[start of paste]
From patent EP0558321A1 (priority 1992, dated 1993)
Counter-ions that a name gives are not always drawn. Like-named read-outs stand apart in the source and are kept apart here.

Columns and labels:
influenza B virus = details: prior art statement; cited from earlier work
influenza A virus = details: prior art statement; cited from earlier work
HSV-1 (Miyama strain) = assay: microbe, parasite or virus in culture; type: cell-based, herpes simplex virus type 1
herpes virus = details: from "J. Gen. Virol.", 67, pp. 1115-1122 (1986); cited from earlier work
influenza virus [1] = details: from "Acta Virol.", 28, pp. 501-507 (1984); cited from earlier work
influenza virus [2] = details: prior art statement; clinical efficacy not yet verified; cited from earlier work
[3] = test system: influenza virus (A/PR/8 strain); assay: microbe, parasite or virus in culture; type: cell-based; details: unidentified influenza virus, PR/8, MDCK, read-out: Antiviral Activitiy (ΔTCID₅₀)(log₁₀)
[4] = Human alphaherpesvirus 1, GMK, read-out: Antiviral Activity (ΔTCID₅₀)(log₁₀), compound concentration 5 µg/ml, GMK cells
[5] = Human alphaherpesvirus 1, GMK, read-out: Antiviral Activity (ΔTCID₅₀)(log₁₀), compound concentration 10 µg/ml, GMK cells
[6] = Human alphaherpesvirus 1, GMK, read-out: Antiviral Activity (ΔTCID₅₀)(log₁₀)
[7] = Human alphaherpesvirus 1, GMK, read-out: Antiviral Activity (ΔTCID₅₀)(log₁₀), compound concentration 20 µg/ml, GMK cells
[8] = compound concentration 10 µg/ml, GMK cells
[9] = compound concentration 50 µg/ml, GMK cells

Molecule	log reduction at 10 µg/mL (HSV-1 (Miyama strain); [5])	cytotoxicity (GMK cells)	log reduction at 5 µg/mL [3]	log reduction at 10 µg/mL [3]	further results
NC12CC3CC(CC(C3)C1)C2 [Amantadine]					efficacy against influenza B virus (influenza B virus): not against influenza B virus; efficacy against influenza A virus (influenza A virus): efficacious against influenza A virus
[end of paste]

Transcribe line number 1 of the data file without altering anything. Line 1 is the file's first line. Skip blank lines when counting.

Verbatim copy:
From patent EP0558321A1 (priority 1992, dated 1993)